King's Lynn hospital looks to 'exciting future plans' as it marks 40th birthday
It's not the way staff who first opened Lynn's Queen Elizabeth Hospital in 1980 would have imagined the hospital would be celebrating its 40th anniversary today – or indeed for those who were putting plans together for the milestone earlier in the year.
But this is the "new normal" staff are getting used to during the coronavirus pandemic, its chief executive Caroline Shaw said yesterday, as hospital bosses looked to what the next few years might hold.
Mrs Shaw said, as of now, they are "conscious of the importance of social distancing, hand hygiene and of wearing masks".
As of yesterday afternoon, there was just one Covid ward at the hospital and no current active cases of the virus there. Over the course of the pandemic, the hospital has seen 457 coronavirus cases and 153 of those patients died after testing positive for the virus.
With restrictions having been eased and the number of cases having dropped, the hospital's elective programme has been resumed, and is currently at about 50 per cent of its pre-Covid capacity, in line with national guidance.
Mrs Shaw said the reason they are not at 100 per cent capacity is due to the need to social distance and the use of clinical space.
Trust chairman Steve Barnett said during the pandemic, staff have dealt with pressures unlike anything they had seen before.
"Staff were not only concerned for the welfare of patients, but their own welfare and that of their own family units," he said.
"It caused a tremendous amount of anxiety across all our staff groups. They were facing all those complexities and they were so caring and compassionate.
"They were dealing with all of those pressures – every single one of them has been heroic."
Mrs Shaw added: "Now a lot of support is needed for our staff – they have seen things they haven't seen before in their careers so we are conscious of their wellbeing."
There will be a package of care for their staff to help support them, she said.
And now plans are being developed ahead of the winter period, as well as for the possibility of a second wave of Covid-19.
Mrs Shaw said winter will be "challenging for everyone", and she urged the public to follow advice.
She also made a plea for those who are advised to have a flu vaccination to make sure they do have one.
Having launched their five-year strategy in June, which focuses on three priorities – Quality, Engagement and Healthy Lives (or QEH for short) – they are now looking to their "exciting plans" for the future.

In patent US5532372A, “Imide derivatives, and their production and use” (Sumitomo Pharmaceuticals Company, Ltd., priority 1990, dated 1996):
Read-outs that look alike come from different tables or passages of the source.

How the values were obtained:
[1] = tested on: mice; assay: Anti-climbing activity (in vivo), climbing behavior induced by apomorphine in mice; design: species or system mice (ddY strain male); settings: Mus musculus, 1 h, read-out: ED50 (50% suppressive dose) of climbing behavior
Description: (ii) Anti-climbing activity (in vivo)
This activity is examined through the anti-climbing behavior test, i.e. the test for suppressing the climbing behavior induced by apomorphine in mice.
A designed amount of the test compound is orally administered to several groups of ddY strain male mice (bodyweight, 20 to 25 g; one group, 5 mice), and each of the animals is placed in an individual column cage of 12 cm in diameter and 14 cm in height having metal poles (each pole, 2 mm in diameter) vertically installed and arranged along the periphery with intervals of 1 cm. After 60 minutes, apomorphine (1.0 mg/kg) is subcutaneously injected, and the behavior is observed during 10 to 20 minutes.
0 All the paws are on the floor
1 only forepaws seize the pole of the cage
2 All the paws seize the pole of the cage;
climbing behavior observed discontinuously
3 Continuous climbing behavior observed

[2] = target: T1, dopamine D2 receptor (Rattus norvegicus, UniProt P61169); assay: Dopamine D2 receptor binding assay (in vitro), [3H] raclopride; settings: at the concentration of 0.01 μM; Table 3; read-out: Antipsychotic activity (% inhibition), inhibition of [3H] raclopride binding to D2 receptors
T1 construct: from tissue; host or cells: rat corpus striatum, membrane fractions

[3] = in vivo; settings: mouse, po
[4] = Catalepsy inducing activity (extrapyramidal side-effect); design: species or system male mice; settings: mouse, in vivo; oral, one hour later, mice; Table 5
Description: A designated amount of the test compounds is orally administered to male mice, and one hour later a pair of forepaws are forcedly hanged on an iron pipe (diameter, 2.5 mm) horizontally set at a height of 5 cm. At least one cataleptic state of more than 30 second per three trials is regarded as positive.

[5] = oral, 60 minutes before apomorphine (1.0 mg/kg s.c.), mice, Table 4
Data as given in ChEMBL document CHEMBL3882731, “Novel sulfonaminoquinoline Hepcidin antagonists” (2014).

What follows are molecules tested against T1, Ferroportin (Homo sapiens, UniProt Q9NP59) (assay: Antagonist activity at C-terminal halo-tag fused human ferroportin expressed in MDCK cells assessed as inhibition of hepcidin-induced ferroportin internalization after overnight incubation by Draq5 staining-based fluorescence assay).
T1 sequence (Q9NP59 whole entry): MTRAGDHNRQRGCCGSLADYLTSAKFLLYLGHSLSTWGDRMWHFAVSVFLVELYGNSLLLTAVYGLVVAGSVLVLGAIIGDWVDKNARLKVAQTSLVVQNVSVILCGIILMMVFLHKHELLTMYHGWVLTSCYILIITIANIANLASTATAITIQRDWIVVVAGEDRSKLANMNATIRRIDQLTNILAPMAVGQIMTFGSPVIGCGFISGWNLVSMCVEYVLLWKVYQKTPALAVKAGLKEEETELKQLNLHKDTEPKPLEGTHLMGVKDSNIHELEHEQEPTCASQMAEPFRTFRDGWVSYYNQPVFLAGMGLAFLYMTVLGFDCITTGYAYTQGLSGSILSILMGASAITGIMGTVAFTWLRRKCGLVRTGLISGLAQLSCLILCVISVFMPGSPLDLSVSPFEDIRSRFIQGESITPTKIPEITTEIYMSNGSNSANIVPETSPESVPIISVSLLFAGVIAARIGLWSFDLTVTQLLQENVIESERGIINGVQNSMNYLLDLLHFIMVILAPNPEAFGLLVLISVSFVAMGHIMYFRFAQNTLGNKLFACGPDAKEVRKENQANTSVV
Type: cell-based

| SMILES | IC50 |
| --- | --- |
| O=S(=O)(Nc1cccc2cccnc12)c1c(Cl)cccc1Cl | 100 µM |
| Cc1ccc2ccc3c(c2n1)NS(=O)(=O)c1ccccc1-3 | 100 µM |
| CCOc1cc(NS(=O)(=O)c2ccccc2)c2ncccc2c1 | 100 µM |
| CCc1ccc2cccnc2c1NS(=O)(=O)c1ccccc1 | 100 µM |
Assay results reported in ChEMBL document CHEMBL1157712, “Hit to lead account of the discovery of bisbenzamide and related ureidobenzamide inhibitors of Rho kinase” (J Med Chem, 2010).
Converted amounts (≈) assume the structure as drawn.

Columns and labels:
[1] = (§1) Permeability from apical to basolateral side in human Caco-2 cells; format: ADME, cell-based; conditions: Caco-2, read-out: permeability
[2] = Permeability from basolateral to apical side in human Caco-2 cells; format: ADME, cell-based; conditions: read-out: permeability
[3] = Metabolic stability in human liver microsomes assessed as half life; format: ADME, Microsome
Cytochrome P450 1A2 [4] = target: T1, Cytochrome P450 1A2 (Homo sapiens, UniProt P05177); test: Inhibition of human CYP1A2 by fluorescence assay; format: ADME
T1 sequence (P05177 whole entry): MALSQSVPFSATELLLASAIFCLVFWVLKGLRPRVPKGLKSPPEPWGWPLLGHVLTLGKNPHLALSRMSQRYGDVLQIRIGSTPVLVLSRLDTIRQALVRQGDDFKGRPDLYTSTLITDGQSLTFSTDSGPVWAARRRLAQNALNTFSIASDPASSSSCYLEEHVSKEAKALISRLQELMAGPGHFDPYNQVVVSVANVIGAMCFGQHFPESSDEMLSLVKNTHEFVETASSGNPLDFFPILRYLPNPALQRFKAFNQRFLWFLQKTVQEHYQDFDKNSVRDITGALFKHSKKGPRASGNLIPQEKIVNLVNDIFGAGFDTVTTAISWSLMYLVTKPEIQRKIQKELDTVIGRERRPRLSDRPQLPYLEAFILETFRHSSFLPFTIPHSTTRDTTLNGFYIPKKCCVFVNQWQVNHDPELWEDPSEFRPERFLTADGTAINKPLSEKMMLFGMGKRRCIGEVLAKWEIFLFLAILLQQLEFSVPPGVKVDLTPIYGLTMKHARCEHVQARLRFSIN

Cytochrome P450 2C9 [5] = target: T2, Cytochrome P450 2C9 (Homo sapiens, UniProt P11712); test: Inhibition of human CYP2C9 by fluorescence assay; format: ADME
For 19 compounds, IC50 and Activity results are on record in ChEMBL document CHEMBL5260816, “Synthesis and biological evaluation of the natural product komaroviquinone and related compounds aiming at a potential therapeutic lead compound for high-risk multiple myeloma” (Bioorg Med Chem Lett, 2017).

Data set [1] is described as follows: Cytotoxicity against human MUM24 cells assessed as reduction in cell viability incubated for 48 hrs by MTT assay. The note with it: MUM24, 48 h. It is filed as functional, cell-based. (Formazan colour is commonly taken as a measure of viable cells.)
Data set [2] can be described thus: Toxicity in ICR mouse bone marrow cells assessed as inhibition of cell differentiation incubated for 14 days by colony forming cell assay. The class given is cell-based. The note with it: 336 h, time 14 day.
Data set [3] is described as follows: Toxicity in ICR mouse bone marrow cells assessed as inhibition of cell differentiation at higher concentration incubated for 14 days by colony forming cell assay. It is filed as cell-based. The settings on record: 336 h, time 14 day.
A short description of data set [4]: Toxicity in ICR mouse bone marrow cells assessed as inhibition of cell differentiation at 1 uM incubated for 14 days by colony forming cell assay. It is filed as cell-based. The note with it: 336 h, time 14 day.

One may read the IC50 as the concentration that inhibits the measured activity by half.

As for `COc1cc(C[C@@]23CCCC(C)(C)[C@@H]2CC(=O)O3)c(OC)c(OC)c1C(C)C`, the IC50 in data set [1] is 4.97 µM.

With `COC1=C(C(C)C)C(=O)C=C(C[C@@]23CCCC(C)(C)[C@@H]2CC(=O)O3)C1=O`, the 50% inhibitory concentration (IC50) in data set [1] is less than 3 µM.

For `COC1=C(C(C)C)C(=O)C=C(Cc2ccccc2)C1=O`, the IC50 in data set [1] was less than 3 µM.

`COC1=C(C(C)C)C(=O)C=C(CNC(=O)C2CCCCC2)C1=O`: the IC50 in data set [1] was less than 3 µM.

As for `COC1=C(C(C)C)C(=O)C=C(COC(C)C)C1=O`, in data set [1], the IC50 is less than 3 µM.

Mr Barnett said as the hospital was opened in 1980 with a predicted lifespan of 30 years, it is now "beginning to show its age", and so they are "pushing" for a new hospital building.
Mr Barnett said: "We would like a brand new hospital, and what we would really like is to underpin that with cutting edge digital infrastructure so we are well-equipped for the next 20 or 30 years."
And Mrs Shaw said a new hospital was something the people of West Norfolk and the Team QEH staff "deserve".
It has also been revealed this week that the QEH is in "active discussions" with BMI Healthcare about the prospect of purchasing the Sandringham Hospital, which is based on the same site as the QEH.
Mrs Shaw said: "We consider that this presents a fantastic opportunity for the Trust to further improve the quality of care for our patients in a high quality and modern estate, consistent with the priorities described in our recently-published corporate strategy.
"This includes the exciting option of developing a new elective treatment centre and the further development of a private facility for our patients.
"We will keep our patients, local community and staff updated as the process moves forward."
The hospital bosses said the sociability of the hospital is among the things that have changed over the 40 years of the QEH which they would like to restore.
Mrs Shaw said there was a social club at the hospital in the 1980s which held regular discos and sold alcohol for pennies.
"A lot of people found comradeship there, we want to bring back that sociability to the hospital," she said.
"We are not saying we can bring back shots of vodka for 28p again, but the social sense of feeling within the hospital."
There is often a sense of family within the QEH though, and that is quite literally the case in some instances, as Mr Barnett said they have "lots of families and a number of generations of the same family working" there.
Mrs Shaw said the hospital's 40th anniversary celebrations have provided an opportunity to thank people for their support during the coronavirus pandemic.
She said: "The support from the community has been absolutely second to none.
"I have spoken to colleagues in other hospitals in the country and I think our support has gone above and beyond.
"So, a huge thank you to people living in West Norfolk – I haven't seen anything like it and I've been in the NHS for 36 years."